Policies of Herbert Hoover

In this article, you will discover Herbert Hoover’s political and economic opinions. President Herbert Hoover was a Republican who adhered to conservative politics and economic ideals. These values had a significant impact on how he governed America, especially during the Great Depression.

Laissez-Faire Economics

Herbert Hoover had a deep-seated belief in the benefits of laissez-faire economics as a conservative Republican and former businessman. The French phrase “laissez-faire” means “let go” or “hands-off.” The laissez-faire economics concept is that the government should take a “hands-off” approach to economics and allow it to function according to market principles. The terms “laissez-faire” and “capitalism” or “free market” economics are often used interchangeably.

He thought that government regulation and participation in business were detrimental to the economy. In a free-market economy, he advocated the natural process of supply and demand. He, like most capitalists, believed that competition was beneficial, resulting in higher-quality goods at lower prices. Hoover advocated for a balanced budget and the gold standard, a monetary system in which gold used to back up the currency.

The Stock Market Crash and the Great Depression erupted in October 1929, but Hoover remained committed to his conservative economic beliefs. Initially, he attempted to combat the Depression by encouraging businesses not to cut wages and project a confident image. Hoover felt that pro-business policies could help to alleviate the Depression. He suggested “volunteerism” as a means of combating the Depression. Volunteerism was a form of economic cooperation between the public and private sectors. For example, a private company would team up with a library or the local government to provide financial assistance.

However, as the Great Depression intensified, Hoover became more receptive to enlisting federal assistance. While retaining his conservative economic philosophy, he came to believe that the Depression was such a unique circumstance that government intervention was necessary. To that end, he signed the Smoot-Hawley Tariff Act, which increased import tariffs, and the Revenue Act of 1932, which increased income taxes across the board. On the other hand, the American people believed Hoover had done insufficient to combat the Great Depression. In the 1932 presidential election, Democratic nominee Franklin D. Roosevelt defeated the unpopular Hoover.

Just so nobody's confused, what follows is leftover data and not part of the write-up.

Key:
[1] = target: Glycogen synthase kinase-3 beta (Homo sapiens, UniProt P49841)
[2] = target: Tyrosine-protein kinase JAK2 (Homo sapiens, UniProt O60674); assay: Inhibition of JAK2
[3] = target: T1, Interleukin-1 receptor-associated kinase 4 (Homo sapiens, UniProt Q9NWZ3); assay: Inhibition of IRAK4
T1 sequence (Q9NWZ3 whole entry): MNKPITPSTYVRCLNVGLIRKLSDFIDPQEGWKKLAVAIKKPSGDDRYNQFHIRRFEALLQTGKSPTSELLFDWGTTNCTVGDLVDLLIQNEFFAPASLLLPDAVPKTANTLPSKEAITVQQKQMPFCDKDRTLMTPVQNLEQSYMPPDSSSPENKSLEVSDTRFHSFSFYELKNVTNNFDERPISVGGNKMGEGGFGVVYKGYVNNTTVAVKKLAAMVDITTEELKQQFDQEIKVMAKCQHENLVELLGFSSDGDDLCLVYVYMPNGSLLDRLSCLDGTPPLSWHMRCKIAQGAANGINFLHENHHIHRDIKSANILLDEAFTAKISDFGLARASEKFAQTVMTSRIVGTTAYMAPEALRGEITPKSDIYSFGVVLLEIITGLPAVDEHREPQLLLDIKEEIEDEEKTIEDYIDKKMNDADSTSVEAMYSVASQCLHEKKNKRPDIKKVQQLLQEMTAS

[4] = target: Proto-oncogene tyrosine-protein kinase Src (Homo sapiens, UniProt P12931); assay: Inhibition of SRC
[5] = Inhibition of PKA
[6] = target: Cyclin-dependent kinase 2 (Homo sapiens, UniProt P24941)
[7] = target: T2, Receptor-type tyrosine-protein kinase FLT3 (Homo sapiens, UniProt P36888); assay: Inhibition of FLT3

Foreign Affairs

Herbert Hoover, perhaps influenced by his Quaker upbringing, was wary of using military force and made global disarmament a priority of his foreign policy, unsuccessfully attempting to remove all military aircraft, tanks, and chemical weapons. Many nations signed a worldwide treaty abstaining from the war in 1929. When Japan invaded Manchuria in violation of the Treaty of Versailles in 1931, Hoover cautioned against sending American forces to repel the invasion. Instead, Hoover announced a non-recognition policy, stating that the United States would not recognize any territorial gains made by Japan or any other nation due to military invasion.

Historians laud Hoover’s handling of the United States’ role in Latin American affairs and his efforts to minimize political and economic interference in the region. Hoover spent ten weeks in Latin America after his election, but before taking the oath of office, meeting with leaders and giving speeches promising that the United States would be a “good neighbor” to the countries to the south. He put an end to Nicaragua’s U.S. occupation and signed a treaty with Haiti in 1932 that pledged a complete withdrawal of U.S. troops within three years. Hoover also refused to use diplomatic non-recognition to destabilize Latin American governments that the U.S. disapproved of.